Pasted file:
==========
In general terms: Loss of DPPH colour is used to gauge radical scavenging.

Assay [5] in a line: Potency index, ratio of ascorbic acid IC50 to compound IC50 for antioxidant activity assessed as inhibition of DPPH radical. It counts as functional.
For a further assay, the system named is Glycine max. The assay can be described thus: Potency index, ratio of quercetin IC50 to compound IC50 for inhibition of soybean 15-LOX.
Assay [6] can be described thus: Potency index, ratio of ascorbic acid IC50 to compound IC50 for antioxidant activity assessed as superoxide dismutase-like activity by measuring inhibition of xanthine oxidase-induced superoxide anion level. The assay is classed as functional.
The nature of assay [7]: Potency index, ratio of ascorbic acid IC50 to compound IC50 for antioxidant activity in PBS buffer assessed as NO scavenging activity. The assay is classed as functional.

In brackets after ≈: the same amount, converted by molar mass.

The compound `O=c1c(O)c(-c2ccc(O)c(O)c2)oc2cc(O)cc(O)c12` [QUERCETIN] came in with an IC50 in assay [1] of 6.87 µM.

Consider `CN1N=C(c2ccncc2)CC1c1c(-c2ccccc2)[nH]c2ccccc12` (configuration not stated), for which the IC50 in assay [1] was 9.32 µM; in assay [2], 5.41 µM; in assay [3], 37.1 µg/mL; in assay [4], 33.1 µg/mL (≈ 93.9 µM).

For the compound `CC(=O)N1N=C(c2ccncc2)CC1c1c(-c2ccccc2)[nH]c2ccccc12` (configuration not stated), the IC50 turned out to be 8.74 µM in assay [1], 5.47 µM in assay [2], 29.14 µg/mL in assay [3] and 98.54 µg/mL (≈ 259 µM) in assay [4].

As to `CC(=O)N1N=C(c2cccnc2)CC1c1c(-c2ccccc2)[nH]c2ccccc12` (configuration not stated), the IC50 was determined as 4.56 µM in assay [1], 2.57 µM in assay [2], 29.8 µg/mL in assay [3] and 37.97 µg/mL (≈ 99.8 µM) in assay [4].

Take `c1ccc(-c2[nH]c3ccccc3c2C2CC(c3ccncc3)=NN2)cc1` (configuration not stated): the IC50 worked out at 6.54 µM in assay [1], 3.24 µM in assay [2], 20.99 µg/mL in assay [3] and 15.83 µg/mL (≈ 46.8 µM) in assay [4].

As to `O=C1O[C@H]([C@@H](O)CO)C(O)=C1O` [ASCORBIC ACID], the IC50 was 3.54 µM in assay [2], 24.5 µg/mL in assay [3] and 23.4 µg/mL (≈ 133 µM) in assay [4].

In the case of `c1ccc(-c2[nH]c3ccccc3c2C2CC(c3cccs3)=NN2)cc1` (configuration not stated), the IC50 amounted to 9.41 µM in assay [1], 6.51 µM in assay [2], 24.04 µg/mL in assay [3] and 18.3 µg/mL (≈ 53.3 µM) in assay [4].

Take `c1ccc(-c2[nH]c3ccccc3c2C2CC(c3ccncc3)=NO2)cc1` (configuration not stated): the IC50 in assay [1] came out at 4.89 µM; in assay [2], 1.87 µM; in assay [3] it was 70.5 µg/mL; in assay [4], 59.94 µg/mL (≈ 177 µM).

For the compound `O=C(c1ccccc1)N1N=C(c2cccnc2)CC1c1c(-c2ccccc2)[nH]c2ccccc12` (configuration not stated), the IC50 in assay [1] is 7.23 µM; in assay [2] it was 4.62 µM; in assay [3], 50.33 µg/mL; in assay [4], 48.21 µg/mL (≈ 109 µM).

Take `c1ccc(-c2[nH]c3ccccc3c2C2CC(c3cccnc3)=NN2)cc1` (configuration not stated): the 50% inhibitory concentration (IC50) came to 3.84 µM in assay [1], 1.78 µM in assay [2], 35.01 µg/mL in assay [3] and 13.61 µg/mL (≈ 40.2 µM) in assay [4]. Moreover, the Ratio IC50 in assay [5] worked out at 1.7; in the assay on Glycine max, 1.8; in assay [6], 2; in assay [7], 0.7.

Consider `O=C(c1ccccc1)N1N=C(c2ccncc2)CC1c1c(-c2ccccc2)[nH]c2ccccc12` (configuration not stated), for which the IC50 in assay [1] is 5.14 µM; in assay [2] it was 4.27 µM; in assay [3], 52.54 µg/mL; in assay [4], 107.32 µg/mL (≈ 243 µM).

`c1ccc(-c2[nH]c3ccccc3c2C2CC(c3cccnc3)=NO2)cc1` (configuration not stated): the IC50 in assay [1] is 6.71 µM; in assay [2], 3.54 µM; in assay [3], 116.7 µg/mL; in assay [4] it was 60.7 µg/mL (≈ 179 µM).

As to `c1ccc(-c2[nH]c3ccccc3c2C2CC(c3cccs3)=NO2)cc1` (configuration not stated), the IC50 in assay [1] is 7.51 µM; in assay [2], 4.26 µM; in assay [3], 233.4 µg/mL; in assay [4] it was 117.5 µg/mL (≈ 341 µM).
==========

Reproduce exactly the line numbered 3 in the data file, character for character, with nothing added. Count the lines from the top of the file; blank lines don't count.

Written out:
For a further assay, the system named is Glycine max. The assay can be described thus: Potency index, ratio of quercetin IC50 to compound IC50 for inhibition of soybean 15-LOX.